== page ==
13. Don't underestimate your own value in the school - it is easy to be sidelined especially in an 'academic' and high achieving school. Your role is important. Some of the teachers who do very well with the very able wouldn't have a clue how to teach the much less able.
14. Do it for the children - or don't do it at all. It may well be a stepping stone in your career, but if you really don't enjoy it and find it more rewarding than any other job, don't do it!
15. Learn how the SEN finances work and fight your corner.
16. Appoint and surround yourself with people with ‘the right stuff’!
17. Never throw anything out, thinking you won’t need it – you will! You may get enquiries about provision made at school years after students have left.
18. Save everything you make for students. File it away on your computer. You can re-jig an awful lot of ideas over and over again.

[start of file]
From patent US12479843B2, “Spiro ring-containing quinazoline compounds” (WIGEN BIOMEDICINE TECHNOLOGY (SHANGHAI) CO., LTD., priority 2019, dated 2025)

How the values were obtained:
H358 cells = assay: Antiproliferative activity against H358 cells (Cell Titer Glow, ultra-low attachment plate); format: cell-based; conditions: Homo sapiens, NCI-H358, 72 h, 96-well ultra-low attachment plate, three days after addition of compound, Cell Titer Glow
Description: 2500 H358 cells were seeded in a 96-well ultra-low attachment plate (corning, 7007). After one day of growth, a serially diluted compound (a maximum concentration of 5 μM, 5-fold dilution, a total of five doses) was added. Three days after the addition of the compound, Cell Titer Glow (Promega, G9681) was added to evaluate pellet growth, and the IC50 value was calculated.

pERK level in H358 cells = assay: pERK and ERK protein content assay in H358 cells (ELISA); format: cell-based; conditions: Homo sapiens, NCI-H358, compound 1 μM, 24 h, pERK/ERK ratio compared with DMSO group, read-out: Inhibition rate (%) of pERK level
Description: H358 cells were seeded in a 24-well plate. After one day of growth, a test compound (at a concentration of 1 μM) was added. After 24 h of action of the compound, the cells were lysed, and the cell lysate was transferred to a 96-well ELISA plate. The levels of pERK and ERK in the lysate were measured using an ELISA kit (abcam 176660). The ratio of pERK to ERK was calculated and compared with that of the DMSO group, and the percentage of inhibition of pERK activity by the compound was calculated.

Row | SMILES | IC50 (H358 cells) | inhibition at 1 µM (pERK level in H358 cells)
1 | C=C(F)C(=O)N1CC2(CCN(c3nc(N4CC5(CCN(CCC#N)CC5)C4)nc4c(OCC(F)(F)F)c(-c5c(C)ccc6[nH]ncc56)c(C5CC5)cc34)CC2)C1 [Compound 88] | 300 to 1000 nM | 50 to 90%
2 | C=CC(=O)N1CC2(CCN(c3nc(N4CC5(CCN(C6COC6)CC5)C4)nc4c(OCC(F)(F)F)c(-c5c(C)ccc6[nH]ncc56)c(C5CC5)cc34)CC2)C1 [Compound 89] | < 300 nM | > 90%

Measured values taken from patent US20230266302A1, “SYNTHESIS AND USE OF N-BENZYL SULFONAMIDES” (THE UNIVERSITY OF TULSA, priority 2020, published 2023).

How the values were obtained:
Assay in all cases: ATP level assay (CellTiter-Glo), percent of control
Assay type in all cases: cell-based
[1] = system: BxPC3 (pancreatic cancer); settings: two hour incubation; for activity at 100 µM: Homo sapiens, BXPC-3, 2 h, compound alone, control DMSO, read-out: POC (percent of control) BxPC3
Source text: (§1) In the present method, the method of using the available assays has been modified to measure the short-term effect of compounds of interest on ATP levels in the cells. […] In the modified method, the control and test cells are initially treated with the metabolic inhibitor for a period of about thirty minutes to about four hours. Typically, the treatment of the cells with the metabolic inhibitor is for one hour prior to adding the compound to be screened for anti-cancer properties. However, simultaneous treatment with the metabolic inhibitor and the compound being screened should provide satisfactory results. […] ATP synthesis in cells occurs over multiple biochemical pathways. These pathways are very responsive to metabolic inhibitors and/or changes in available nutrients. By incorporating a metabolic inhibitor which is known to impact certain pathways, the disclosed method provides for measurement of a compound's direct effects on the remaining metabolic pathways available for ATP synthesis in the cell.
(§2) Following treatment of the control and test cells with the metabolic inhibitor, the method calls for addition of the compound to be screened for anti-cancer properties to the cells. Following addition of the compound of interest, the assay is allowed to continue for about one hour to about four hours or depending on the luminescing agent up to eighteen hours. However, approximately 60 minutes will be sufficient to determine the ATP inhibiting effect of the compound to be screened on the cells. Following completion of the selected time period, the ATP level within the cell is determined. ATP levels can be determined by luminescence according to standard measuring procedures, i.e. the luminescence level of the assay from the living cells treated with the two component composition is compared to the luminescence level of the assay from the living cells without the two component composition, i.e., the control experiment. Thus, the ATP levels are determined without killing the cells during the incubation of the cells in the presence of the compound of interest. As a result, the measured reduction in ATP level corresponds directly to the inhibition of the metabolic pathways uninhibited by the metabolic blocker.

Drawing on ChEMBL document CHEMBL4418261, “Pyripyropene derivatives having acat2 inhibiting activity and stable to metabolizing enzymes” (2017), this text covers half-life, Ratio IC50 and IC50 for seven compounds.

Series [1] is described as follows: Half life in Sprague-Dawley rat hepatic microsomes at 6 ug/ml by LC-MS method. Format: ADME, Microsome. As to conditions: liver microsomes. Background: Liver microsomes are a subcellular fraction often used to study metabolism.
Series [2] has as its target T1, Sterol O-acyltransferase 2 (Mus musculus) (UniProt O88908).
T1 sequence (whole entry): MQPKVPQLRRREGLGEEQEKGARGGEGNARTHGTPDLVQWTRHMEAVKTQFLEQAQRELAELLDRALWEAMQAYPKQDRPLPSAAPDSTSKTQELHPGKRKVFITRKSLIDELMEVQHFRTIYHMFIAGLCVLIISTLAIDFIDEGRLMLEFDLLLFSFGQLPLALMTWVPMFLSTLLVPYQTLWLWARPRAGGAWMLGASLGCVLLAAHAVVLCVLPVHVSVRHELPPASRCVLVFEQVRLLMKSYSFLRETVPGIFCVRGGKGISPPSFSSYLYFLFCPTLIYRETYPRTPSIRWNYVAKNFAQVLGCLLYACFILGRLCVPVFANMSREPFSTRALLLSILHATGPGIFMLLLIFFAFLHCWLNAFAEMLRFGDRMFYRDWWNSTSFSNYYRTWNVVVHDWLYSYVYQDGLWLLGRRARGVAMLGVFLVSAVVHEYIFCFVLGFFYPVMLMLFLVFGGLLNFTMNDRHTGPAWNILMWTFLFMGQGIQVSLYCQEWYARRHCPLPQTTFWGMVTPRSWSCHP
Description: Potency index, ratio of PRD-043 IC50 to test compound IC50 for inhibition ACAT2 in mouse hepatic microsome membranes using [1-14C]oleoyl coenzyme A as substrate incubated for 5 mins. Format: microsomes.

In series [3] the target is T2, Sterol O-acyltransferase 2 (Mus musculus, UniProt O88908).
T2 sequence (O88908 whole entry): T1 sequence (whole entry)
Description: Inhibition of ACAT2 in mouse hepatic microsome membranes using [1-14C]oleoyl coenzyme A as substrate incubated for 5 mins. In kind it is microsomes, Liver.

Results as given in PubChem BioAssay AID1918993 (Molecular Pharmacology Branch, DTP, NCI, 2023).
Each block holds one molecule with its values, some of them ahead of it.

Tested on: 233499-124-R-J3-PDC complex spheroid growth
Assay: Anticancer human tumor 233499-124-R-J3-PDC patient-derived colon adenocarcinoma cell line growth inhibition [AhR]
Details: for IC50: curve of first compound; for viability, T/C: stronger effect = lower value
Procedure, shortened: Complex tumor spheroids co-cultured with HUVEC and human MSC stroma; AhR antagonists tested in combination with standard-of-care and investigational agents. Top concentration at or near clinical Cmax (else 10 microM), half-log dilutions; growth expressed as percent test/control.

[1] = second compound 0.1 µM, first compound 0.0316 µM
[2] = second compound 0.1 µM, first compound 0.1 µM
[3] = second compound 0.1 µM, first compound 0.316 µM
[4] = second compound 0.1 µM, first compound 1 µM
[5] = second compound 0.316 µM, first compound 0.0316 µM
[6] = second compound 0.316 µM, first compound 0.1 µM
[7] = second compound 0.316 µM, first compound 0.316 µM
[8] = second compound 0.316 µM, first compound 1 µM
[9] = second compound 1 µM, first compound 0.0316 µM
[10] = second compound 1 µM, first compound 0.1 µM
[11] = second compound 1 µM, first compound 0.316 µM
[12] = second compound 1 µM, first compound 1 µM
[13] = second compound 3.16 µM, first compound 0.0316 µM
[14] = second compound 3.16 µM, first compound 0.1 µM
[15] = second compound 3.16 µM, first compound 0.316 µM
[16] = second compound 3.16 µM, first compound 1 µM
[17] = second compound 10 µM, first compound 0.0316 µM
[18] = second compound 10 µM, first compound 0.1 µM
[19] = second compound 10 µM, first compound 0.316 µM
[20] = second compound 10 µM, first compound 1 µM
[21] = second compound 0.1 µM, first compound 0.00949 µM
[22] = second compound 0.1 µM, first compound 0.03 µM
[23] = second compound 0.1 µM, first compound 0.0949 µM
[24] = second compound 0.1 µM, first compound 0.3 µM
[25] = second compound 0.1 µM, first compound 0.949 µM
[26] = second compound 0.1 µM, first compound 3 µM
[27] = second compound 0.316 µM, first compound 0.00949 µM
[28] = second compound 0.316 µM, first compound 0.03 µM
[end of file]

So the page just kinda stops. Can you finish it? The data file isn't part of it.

19. Collect policy documents – training materials, etc. that those generous people on the SENCO forum offer. Writing your own “cold” takes a great deal of time. It is easier to see what other people have done and then decide what you want for your own school – and a great deal quicker too.
20. Get comfortable chairs – buy tissues in bulk.
21. Share the problems. Some staff may be as difficult as students. Everyone gets to work with them at some time. Find what works best.
22. Join the SENCO forum, one of the best resources you will ever find. firstname.lastname@example.org
23. Always be honest. Tell parents you can't do something if you can't do it. Tell TAs their jobs depend on funding if that's the case.
24. Shout out when you are overloaded. Ask 'What do you want me to stop doing?' if asked to take on too much.
25. Model good practice. Tell others when they do well. Everyone needs praise!